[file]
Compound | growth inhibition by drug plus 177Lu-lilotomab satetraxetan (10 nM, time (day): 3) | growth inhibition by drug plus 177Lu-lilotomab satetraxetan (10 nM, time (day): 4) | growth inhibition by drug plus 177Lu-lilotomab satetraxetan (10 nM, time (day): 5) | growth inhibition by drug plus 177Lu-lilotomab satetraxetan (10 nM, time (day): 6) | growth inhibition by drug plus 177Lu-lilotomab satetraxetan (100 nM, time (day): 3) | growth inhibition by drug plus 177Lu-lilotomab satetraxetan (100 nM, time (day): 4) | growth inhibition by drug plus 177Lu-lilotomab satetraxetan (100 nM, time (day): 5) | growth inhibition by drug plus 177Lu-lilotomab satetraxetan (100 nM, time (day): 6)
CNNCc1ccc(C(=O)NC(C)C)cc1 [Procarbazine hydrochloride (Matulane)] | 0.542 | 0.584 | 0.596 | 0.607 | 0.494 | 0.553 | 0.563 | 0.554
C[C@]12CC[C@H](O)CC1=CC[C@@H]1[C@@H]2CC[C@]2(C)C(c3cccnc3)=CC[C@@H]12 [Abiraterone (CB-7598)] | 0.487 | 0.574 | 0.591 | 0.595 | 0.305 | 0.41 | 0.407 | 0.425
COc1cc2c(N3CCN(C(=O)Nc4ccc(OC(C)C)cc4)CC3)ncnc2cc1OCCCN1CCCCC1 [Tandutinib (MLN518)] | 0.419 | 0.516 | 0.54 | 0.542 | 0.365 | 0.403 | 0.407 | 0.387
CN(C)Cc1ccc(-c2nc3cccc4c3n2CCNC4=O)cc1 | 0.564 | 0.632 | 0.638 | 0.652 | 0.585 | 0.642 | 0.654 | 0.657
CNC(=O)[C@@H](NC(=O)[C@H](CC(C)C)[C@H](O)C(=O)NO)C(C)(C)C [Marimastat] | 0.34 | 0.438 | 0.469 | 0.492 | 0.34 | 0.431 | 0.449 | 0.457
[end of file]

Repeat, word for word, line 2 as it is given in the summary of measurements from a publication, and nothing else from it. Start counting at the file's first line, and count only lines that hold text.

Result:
CNNCc1ccc(C(=O)NC(C)C)cc1 [Procarbazine hydrochloride (Matulane)] | 0.542 | 0.584 | 0.596 | 0.607 | 0.494 | 0.553 | 0.563 | 0.554